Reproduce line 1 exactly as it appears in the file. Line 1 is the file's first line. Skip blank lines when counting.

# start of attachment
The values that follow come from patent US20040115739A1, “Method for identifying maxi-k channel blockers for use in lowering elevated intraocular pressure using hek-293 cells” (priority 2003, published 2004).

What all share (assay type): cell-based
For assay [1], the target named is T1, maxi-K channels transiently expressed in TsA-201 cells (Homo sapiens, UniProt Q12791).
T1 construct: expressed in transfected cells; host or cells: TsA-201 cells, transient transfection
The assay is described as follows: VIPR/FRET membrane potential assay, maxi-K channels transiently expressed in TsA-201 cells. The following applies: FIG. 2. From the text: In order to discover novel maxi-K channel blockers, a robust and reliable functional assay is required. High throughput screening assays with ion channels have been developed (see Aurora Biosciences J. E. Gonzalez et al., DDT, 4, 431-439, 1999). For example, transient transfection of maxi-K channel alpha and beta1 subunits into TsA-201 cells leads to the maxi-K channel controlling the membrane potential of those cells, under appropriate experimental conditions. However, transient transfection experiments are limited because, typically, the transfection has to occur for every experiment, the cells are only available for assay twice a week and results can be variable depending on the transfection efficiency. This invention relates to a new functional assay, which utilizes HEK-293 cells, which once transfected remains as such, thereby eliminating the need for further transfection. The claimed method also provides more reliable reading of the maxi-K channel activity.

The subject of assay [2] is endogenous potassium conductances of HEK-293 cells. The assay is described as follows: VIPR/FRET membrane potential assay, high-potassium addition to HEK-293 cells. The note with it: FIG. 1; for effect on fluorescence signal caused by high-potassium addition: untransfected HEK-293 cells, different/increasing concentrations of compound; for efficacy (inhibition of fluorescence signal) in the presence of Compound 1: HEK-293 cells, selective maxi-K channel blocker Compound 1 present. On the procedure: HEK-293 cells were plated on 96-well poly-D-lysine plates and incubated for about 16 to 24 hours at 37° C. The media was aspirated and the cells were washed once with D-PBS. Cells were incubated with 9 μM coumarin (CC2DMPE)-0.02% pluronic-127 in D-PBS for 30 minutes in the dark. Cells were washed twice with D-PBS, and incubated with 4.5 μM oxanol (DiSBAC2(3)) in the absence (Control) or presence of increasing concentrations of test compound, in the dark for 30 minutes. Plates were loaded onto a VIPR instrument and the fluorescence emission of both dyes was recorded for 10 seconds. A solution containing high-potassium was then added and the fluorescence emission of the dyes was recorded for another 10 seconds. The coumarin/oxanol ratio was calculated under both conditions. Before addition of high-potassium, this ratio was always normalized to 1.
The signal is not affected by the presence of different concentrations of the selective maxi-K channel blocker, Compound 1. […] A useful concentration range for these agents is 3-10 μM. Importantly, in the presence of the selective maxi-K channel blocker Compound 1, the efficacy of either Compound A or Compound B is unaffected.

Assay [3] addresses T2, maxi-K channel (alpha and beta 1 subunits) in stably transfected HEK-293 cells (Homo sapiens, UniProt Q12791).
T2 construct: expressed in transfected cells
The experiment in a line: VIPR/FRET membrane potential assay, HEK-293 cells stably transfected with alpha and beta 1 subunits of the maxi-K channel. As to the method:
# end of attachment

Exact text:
The values that follow come from patent US20040115739A1, “Method for identifying maxi-k channel blockers for use in lowering elevated intraocular pressure using hek-293 cells” (priority 2003, published 2004).